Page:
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My brother’s lips were turning an odd shade of blue. And I had no idea how to help him.
2nd grade. 8 years old. The morning of my first dance recital. The performance would be in front of my whole school, from kindergarten kids to fifth graders. I smoothed the long, flowy black skirt on my costume and made sure that all of the red sequins were completely secure. I had a solo part in the piece we were performing that day. I remember hoping that the older boys wouldn’t make fun of the huge gap in my mouth where I’d lost both of my front teeth on the same day just a week earlier. My dad had said that it was a cute look for a redhead with freckles, but I had my doubts.
My family was living in a double-wide trailer at the time. The space was hardly accommodating for a family of six, which meant that I shared a room with two of my younger siblings. At the time, Brexton was two and Averie was six. The baby had a room all to himself, which was totally unfair in my mind.
Suddenly, Brexton woke up, gasping for breath. I screamed for my parents. They desperately tried to aid his struggle, but it was of no use. My dad was on his way to the hospital with my brother before I left for school.
Did I mention that it was Friday, May 13th? I’m not the suspicious type, but I couldn’t help but question the odd circumstances. Of course, my parents didn’t show up to my performance. This was only the first of many that they would miss, but it was still a damper on my elementary experience. The doctors ran tests and determined that my brother had developed asthma. If he was close to anything that triggered his allergies, his lungs would start to close off. He was sent to a huge hospital in Salt Lake where more testing was done.
My parents later bought me a large ice cream cone in efforts to make up for their momentary forgetfulness. It was a nice gesture, but still wasn't enough to completely ease my bitterness at the time.
Senior year. 17 years old. My brother walked slowly out to my car, shoulders hunched. His face was pale, eyes sunken as if he hadn't slept in days. He jumped in and I hurried home, trying to ask him about his day at school. He would only respond in single words, too short of breath to make complete sentences. As we walked into the house, I hooked him up to his breathing machine, hoping that the medicine in it would somehow help his lungs take in oxygen. I put my ear to his back, shuddering at the deep wheezing I heard while he inhaled. I ran upstairs and grabbed the humidifier out of his room and took it to the living room. By the time I plugged it in, he was done with his breathing treatment and still gasping for air.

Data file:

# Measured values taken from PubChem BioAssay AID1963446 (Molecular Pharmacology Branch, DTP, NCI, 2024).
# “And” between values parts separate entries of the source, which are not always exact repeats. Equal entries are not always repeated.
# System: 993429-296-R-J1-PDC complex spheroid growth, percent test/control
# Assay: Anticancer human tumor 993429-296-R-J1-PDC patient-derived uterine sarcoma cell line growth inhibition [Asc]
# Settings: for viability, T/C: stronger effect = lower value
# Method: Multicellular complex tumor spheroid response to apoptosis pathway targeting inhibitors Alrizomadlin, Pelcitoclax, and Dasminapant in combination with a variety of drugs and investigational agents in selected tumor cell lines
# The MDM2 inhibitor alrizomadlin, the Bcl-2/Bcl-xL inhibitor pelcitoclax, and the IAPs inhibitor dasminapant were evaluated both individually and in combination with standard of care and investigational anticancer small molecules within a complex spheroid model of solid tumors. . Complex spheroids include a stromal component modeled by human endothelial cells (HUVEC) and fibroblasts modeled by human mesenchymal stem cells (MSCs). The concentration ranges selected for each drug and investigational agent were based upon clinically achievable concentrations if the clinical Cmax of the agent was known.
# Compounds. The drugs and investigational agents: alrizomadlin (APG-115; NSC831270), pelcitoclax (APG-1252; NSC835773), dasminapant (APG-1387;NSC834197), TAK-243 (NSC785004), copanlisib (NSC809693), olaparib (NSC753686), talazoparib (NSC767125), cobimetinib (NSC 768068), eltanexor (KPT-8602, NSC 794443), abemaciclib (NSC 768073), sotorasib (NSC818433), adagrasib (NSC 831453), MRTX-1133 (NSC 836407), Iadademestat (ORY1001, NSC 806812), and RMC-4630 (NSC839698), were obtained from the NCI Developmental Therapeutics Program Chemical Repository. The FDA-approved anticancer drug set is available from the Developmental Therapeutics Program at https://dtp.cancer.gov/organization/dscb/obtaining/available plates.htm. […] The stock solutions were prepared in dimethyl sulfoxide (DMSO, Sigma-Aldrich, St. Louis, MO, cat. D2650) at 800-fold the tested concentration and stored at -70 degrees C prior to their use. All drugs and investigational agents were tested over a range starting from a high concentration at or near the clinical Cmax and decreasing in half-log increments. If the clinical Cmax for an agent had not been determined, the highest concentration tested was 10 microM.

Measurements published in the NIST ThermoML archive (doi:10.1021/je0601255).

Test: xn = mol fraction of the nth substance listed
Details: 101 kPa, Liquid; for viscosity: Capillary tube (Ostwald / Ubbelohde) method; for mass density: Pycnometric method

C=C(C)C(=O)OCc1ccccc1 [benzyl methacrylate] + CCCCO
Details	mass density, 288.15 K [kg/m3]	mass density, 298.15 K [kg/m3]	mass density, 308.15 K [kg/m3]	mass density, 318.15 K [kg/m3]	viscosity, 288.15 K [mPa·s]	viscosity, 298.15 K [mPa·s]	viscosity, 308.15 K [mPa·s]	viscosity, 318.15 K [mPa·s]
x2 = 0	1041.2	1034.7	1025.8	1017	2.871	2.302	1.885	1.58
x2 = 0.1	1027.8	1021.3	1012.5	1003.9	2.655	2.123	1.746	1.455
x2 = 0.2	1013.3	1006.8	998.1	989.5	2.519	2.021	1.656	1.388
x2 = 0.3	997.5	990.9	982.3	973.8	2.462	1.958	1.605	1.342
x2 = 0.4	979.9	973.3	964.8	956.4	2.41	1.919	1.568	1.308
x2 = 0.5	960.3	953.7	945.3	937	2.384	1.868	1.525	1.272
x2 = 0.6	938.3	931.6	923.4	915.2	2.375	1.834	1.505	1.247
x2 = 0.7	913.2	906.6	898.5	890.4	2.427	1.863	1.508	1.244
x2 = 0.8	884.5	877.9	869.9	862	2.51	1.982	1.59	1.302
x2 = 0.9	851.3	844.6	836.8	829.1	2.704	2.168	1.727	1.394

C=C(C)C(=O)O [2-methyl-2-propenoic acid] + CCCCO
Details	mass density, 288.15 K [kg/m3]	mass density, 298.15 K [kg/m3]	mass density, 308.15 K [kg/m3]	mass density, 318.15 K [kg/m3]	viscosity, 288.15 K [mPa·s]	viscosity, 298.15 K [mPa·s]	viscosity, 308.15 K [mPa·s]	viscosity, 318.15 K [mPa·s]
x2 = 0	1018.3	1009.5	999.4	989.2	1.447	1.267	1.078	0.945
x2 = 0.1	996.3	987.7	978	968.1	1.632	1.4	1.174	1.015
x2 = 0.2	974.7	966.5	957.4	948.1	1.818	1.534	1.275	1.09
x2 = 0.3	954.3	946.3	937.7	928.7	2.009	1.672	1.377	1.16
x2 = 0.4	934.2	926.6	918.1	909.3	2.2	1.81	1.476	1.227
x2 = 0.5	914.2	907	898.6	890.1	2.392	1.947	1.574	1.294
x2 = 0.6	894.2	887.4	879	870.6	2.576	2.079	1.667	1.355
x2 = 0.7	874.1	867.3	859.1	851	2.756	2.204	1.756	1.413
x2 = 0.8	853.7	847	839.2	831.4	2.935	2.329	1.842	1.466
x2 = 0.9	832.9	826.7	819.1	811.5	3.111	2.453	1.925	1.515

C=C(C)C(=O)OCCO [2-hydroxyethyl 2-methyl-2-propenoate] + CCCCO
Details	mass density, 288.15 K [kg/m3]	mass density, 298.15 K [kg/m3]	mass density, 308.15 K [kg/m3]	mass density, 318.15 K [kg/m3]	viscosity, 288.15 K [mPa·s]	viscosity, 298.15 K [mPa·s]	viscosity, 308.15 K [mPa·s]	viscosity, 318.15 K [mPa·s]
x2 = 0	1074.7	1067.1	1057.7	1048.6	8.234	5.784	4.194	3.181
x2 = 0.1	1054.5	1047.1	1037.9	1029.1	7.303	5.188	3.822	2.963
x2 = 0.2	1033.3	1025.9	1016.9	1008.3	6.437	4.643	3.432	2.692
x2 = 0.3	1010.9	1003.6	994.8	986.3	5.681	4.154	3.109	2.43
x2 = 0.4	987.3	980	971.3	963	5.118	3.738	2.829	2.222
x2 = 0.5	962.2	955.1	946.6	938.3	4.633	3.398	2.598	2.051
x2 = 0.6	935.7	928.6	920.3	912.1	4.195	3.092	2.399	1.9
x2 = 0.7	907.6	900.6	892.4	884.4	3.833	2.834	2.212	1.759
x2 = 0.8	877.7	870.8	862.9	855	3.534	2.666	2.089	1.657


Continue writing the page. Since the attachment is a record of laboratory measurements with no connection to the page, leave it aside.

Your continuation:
I should point out that my parents were gone on a date. Making dinner while my parents were out? I could live with that. Handling a full-scale asthma attack on my own? Not so much.
My panic levels rose sharply as Brexton's fingernails turned the same color as his lips. I ran to his room and threw a pair of clothes and pajamas into his backpack, along with a few books and his iPod. Hopefully it would be enough to keep a 12-year-old entertained for a while. I sent Averie out to my car to make sure that there was enough gas to get us to the hospital.
I called my dad, fighting to calm my ridiculous sobs and the hot tears that streamed endlessly down my face. I felt totally embarrassed that I couldn't hold myself together, but I’d had it. Never in my life had I felt as vulnerable as I did in that moment.
“Dad,” I managed through quivering lips when he answered his end of the line. My voice sounded like a little girl's, forlorn and helpless. “What can I do for him?”